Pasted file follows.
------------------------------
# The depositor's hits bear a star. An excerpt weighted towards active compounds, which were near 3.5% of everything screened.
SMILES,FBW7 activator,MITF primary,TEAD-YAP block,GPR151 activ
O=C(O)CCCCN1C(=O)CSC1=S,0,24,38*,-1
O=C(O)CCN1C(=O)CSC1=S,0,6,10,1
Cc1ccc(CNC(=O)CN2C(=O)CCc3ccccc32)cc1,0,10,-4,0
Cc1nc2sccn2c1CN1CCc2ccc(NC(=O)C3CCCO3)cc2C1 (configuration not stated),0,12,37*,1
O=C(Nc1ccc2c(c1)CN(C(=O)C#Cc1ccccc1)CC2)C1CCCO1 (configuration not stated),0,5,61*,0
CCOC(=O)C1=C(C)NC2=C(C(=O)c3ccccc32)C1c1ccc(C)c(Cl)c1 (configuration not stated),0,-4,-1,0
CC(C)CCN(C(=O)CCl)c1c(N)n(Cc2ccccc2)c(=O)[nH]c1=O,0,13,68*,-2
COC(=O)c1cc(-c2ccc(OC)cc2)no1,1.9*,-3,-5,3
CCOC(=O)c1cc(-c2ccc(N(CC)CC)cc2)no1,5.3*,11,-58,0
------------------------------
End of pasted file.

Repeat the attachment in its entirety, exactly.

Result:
# The depositor's hits bear a star. An excerpt weighted towards active compounds, which were near 3.5% of everything screened.
SMILES,FBW7 activator,MITF primary,TEAD-YAP block,GPR151 activ
O=C(O)CCCCN1C(=O)CSC1=S,0,24,38*,-1
O=C(O)CCN1C(=O)CSC1=S,0,6,10,1
Cc1ccc(CNC(=O)CN2C(=O)CCc3ccccc32)cc1,0,10,-4,0
Cc1nc2sccn2c1CN1CCc2ccc(NC(=O)C3CCCO3)cc2C1 (configuration not stated),0,12,37*,1
O=C(Nc1ccc2c(c1)CN(C(=O)C#Cc1ccccc1)CC2)C1CCCO1 (configuration not stated),0,5,61*,0
CCOC(=O)C1=C(C)NC2=C(C(=O)c3ccccc32)C1c1ccc(C)c(Cl)c1 (configuration not stated),0,-4,-1,0
CC(C)CCN(C(=O)CCl)c1c(N)n(Cc2ccccc2)c(=O)[nH]c1=O,0,13,68*,-2
COC(=O)c1cc(-c2ccc(OC)cc2)no1,1.9*,-3,-5,3
CCOC(=O)c1cc(-c2ccc(N(CC)CC)cc2)no1,5.3*,11,-58,0